PSU’s College of Graduate Studies Introduces Health Care Law Online Course

August 20th, 2007 by Adam

PLYMOUTH, N.H. –The health care industry is one of the largest parts of the global economy. In 2004, America’s total health care bill came to $1.8 trillion, or about $6,400 per person. In 10 years, this amount is expected to rise to $11,000 per person annually.

Along with the dizzying rise in costs, new medical technologies, medicines and ethical dilemmas are routinely introduced to the health care industry. In 1999, the Institute of Medicine generated a report indicating that up to 98,000 deaths were caused annually in the United States by medical error, raising awareness of a critical issue that had gone unnoticed for years.

Since then, efforts have been made to improve this situation through policy and legislation. For those who work caring for others, the need for new information and education is critical. Plymouth State University’s College of Graduate Studies is meeting this need with the introduction this fall of a new, online course called Health Care Law and Ethics, part of a four-course graduate certificate in Health Care Administration,.

Designed specifically for health care professionals the course will be taught by attorney Constance A. Morrison, who also holds a Doctorate in Nursing Practice, an MBA, and is a nurse practitioner.

“It is critical that all health care professionals have an intimate knowledge of the law as it relates to their profession,” Morrison said. “In this day and age I can’t imagine working in this industry without it.”

Morrison’s unique background and expertise allows her to lead discussions in areas including; the legal system in the United States, the impact of state and federal regulatory bodies on legal and ethical issues, tort law, contract and anti- trust issues, personal, managerial and corporate liability, managed care, nursing law, medical staff issues, issues of consent, information management and health care records, reporting requirements, organ donation and transplantation, patient rights, malpractice insurance, labor relations, employment law, and risk reduction.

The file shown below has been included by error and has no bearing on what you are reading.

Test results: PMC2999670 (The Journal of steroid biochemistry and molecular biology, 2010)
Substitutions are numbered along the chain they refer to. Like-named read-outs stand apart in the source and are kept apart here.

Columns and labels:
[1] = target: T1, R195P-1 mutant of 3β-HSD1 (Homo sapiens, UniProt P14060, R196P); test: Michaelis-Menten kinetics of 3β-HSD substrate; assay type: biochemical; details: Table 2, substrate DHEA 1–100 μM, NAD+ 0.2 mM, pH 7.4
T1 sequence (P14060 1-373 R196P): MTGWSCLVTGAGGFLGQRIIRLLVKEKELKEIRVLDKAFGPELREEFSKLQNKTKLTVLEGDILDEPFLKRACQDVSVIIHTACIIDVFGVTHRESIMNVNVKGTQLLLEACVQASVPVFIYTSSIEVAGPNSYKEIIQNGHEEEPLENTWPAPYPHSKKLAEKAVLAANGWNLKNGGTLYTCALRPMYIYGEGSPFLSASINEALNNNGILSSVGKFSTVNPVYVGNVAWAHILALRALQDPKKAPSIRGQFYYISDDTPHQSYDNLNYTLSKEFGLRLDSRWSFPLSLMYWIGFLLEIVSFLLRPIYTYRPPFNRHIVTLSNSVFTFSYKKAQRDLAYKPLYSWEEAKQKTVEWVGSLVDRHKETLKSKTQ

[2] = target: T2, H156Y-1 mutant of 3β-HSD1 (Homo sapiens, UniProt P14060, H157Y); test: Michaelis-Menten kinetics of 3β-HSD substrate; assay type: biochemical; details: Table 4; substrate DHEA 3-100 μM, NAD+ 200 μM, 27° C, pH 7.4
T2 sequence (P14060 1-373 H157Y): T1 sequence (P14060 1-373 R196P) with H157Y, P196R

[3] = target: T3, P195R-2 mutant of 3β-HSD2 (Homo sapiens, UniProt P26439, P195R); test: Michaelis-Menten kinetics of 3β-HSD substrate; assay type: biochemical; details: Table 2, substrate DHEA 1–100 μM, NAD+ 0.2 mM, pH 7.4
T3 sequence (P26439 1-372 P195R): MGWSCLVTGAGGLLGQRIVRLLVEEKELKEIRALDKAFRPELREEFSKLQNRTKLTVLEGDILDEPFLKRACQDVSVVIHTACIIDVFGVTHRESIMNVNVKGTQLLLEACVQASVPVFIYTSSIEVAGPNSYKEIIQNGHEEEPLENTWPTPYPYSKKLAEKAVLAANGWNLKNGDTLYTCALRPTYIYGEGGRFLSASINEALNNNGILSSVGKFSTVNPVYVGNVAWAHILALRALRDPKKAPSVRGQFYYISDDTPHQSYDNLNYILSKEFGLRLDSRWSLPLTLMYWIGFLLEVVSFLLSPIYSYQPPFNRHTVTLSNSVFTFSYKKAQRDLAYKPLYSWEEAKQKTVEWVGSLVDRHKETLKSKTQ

“I use a forward-looking approach with this course,” Morrison said. “By including risk management strategies my colleagues will be better equipped to be proactive and anticipate potential issues in their workplace versus having to be reactive and dealing with matters that many times could have been avoided.”

Morrison added that the online format of the course creates an excellent student experience.

“I am able to communicate with students both collectively and individually in a way that enhances their experience,” Morrison said. “The course content is self-contained so people will be equipped to apply these risk management principles upon completion of the course.”

    The online course focuses on:

  • The principles and theories of law and ethics as it relates to health care delivery.
  • Law as it relates to health care management and administration.
  • Examination of the application of laws in relation to health care liability and risks facing administrators, managers and practitioners.
  • Providing a foundation in analyzing ethical dilemmas.

The course begins on September 10. For additional information about the Health Care Administration program contact Craig Zamzow at (603) 535-3020 or visit

Media queries contact Christopher M. Williams at or (603) 535-2476.